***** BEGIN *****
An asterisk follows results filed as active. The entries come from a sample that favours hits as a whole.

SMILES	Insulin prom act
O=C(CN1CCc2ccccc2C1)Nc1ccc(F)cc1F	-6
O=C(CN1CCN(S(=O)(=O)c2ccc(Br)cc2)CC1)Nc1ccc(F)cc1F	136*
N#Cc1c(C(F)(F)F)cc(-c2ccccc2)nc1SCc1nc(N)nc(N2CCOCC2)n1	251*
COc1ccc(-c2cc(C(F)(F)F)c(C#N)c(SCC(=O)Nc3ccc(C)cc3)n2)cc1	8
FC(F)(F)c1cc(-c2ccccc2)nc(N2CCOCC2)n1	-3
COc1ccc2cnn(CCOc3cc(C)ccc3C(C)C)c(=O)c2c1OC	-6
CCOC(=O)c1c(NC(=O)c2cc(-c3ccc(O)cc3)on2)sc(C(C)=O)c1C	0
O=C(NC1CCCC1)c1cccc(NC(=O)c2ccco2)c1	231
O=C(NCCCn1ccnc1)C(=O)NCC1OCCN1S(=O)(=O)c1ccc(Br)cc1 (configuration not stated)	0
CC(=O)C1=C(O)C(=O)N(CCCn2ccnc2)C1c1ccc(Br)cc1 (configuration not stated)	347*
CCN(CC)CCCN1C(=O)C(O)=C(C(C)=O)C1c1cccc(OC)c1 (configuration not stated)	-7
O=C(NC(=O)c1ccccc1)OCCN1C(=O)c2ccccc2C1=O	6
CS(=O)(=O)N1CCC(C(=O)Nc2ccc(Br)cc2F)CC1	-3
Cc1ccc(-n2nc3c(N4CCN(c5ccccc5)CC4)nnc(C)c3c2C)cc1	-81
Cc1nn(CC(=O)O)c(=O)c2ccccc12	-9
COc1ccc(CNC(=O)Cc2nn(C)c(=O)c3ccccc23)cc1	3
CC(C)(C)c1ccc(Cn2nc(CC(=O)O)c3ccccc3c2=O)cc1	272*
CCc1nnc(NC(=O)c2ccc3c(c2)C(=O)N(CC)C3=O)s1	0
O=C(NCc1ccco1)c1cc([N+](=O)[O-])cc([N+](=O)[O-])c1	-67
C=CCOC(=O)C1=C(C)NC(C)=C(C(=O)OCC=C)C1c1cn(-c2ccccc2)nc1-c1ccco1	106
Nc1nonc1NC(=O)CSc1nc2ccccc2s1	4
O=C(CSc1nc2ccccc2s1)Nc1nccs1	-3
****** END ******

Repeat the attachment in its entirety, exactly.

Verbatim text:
An asterisk follows results filed as active. The entries come from a sample that favours hits as a whole.

SMILES	Insulin prom act
O=C(CN1CCc2ccccc2C1)Nc1ccc(F)cc1F	-6
O=C(CN1CCN(S(=O)(=O)c2ccc(Br)cc2)CC1)Nc1ccc(F)cc1F	136*
N#Cc1c(C(F)(F)F)cc(-c2ccccc2)nc1SCc1nc(N)nc(N2CCOCC2)n1	251*
COc1ccc(-c2cc(C(F)(F)F)c(C#N)c(SCC(=O)Nc3ccc(C)cc3)n2)cc1	8
FC(F)(F)c1cc(-c2ccccc2)nc(N2CCOCC2)n1	-3
COc1ccc2cnn(CCOc3cc(C)ccc3C(C)C)c(=O)c2c1OC	-6
CCOC(=O)c1c(NC(=O)c2cc(-c3ccc(O)cc3)on2)sc(C(C)=O)c1C	0
O=C(NC1CCCC1)c1cccc(NC(=O)c2ccco2)c1	231
O=C(NCCCn1ccnc1)C(=O)NCC1OCCN1S(=O)(=O)c1ccc(Br)cc1 (configuration not stated)	0
CC(=O)C1=C(O)C(=O)N(CCCn2ccnc2)C1c1ccc(Br)cc1 (configuration not stated)	347*
CCN(CC)CCCN1C(=O)C(O)=C(C(C)=O)C1c1cccc(OC)c1 (configuration not stated)	-7
O=C(NC(=O)c1ccccc1)OCCN1C(=O)c2ccccc2C1=O	6
CS(=O)(=O)N1CCC(C(=O)Nc2ccc(Br)cc2F)CC1	-3
Cc1ccc(-n2nc3c(N4CCN(c5ccccc5)CC4)nnc(C)c3c2C)cc1	-81
Cc1nn(CC(=O)O)c(=O)c2ccccc12	-9
COc1ccc(CNC(=O)Cc2nn(C)c(=O)c3ccccc23)cc1	3
CC(C)(C)c1ccc(Cn2nc(CC(=O)O)c3ccccc3c2=O)cc1	272*
CCc1nnc(NC(=O)c2ccc3c(c2)C(=O)N(CC)C3=O)s1	0
O=C(NCc1ccco1)c1cc([N+](=O)[O-])cc([N+](=O)[O-])c1	-67
C=CCOC(=O)C1=C(C)NC(C)=C(C(=O)OCC=C)C1c1cn(-c2ccccc2)nc1-c1ccco1	106
Nc1nonc1NC(=O)CSc1nc2ccccc2s1	4
O=C(CSc1nc2ccccc2s1)Nc1nccs1	-3